Friday, August 19, 2011

The Edge of Desire

Last night I sat on the terrace with you at a cheap plastic table overlooking the moon dimpled waters of the plage St. Jean. The tides slushed in and out along the sand as the sea exhaled its hot breath on our faces and we ate the pasta you'd made with the remainders of a near barren fridge.

There is something mysterious about you, the way you coif your surf soaked hair into a low, tiny bun at the nape of your neck and puff your Marlboros into ephemeral gray clouds while you pace the shore, the deck, the kitchen. Sometimes you smell of musk and salt, of sweat and laughter.

* * *

I'd been reading on the couch, curled under a blanket of humidity when you opened the front door and I'd heard your shuffling feet. I shot upward. You asked me if I was hungry, if I'd already eaten. I had no appetite, but you said you were making pasta, so I agreed to eat a little bit. My spine stiffened and I refused to glance at you while I heard you gently open the cabinets and wash the colander and boil the water. You didn't want to wake the children with noise, but to me, the silence was a welcome wall. My throat tightened.

* * *

My relationship to you exists in the confines of a kitchen, in the spaces between an oven, a fridge, and a sink. Two weeks ago you stood next to me making espresso shots while I did the dishes. You referenced an obscure writing of Picasso's, a passage about how washing the dishes is a way of showing appreciation for their functionality, of the things dishes do for us. A small remerciement. I was charmed.

You'd charmed me before that, charmed me one afternoon while I did the dishes and you sat at a table, glued to your Macbook. You asked if I had a boyfriend. No. I'm too timid, I explained, rationalizing the way I attempt to rationalize everything. I'm too focused, once I have a goal, it's too tough to pull me away, it's a weakness. My eternal excuse, my security.

* * *

Twenty minutes later, you handed me a fuming mountain of pasta and apologized for the impending horrible taste, said it reminded you of your days as a student. I went to get the salt. " Are you going to eat inside?," you inquired with a surprised grimace when I set the plate down on the inside table. I could've said yes. I could've kept my distance. I could've left you alone on the terrace. I could've told you I was in no way hungry, not one bit, and refused the pasta in the first place. But I didn't.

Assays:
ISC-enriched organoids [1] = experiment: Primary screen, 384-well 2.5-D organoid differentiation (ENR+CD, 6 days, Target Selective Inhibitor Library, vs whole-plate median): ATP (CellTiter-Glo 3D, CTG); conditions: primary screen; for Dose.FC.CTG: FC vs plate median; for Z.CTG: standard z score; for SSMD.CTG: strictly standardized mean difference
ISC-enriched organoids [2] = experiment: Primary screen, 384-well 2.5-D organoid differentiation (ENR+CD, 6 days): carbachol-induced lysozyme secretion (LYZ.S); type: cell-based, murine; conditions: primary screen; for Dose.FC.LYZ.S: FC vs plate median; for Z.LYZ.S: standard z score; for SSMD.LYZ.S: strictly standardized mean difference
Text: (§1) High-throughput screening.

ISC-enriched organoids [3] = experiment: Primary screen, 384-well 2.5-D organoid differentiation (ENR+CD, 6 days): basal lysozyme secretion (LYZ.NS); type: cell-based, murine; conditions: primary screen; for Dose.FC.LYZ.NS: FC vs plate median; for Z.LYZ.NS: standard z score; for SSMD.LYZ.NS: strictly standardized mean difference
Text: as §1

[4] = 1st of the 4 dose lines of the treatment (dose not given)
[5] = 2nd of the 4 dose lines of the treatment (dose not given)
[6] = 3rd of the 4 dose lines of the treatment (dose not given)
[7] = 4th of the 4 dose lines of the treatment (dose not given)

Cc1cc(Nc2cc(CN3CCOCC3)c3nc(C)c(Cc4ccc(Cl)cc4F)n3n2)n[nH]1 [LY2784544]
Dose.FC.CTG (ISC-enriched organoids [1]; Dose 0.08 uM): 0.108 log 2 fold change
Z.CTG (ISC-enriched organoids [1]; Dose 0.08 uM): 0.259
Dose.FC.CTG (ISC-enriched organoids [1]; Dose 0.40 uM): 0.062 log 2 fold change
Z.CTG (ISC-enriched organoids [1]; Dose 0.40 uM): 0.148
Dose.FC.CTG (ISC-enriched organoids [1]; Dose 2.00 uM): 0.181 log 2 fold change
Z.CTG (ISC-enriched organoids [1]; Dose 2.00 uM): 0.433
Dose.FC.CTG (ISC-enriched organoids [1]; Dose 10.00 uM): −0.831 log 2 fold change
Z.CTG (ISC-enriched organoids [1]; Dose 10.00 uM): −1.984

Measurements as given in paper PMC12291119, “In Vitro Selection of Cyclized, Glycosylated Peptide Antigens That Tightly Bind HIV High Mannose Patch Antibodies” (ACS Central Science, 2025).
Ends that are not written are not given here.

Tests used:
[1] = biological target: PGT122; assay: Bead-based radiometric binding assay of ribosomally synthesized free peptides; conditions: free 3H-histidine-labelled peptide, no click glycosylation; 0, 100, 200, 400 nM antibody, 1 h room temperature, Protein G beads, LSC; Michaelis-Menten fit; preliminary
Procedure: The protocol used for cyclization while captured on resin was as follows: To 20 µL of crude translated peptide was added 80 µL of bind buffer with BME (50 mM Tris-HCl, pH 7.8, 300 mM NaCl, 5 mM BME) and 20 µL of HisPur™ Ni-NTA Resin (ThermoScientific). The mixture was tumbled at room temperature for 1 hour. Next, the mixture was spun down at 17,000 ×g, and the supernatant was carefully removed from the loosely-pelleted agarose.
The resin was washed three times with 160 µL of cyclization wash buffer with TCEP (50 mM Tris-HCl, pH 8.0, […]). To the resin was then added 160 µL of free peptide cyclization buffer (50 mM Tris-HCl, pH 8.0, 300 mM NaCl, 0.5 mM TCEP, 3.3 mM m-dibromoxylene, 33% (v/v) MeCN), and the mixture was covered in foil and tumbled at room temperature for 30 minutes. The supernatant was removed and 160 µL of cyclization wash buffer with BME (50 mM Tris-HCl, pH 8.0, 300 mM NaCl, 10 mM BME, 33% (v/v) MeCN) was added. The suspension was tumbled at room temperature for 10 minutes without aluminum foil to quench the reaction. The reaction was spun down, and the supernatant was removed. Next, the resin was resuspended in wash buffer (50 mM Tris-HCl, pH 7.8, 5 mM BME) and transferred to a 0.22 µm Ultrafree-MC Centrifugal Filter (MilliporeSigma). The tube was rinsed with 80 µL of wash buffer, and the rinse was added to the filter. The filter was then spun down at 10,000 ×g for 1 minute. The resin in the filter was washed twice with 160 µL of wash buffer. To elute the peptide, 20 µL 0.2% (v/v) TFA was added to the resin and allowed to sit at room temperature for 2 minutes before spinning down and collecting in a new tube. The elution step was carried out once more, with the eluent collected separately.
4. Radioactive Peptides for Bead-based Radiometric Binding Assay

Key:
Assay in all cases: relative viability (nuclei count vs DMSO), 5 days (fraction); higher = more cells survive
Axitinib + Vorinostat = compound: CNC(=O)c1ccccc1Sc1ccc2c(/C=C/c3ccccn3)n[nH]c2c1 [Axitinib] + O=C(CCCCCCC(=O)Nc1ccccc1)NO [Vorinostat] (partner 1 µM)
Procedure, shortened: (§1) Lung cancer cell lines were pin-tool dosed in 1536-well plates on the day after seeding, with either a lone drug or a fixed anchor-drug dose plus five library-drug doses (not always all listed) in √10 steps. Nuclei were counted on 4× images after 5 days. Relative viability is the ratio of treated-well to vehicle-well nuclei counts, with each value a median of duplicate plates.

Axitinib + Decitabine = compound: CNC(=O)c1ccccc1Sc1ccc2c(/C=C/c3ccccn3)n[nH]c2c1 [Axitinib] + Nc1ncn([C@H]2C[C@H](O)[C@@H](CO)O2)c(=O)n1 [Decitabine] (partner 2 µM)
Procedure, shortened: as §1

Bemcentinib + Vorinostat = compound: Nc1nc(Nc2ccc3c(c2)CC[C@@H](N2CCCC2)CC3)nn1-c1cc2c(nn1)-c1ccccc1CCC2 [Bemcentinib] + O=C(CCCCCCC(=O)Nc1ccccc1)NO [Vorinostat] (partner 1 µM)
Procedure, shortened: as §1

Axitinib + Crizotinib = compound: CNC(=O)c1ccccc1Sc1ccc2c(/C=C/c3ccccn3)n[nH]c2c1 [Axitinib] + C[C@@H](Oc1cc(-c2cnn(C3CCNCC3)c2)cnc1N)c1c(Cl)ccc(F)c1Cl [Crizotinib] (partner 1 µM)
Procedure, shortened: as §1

The way we talked at that plastic table, in the middle of the night, almost furtively, while the children slept, made it feel forbidden. You just ended it with your flame haired girlfriend of I-don't-know-how-many-years, and I sopped up guilt like I were a culprit, like I were responsible, though I know I'm not. Was I crossing the line, by agreeing to eat with you? I joked about you even having enough time to eat considering you've been busting your ass nonstop for the past three days on your Macbook, staring vacantly into the screen with Chopin humming in the speakers. I joked because I didn't know what else to do with myself, like I usually do.

Maybe I joked because what you don't know is that yesterday morning I had to enter the room to get a towel, and that I didn't see you sleeping on the white bed until I about faced to exit. What you don't know is that for a solitary moment, I paused and watched you sleep, a king of grace in the dim light of the bedroom, and wondered what it would be like to curl up alongside you.

* * *

Our twenty minute pasta interlude ended more quickly than it had begun. You were a gentleman and took my plate and I thanked you for it, despite my consumption of a mere three or four forkfuls. I lost count talking to you.

You went back to your work, slipping out the front door as you whispered a gentle goodnight and I contorted myself back onto the couch, plunging back into my reading.

As if nothing had ever happened.

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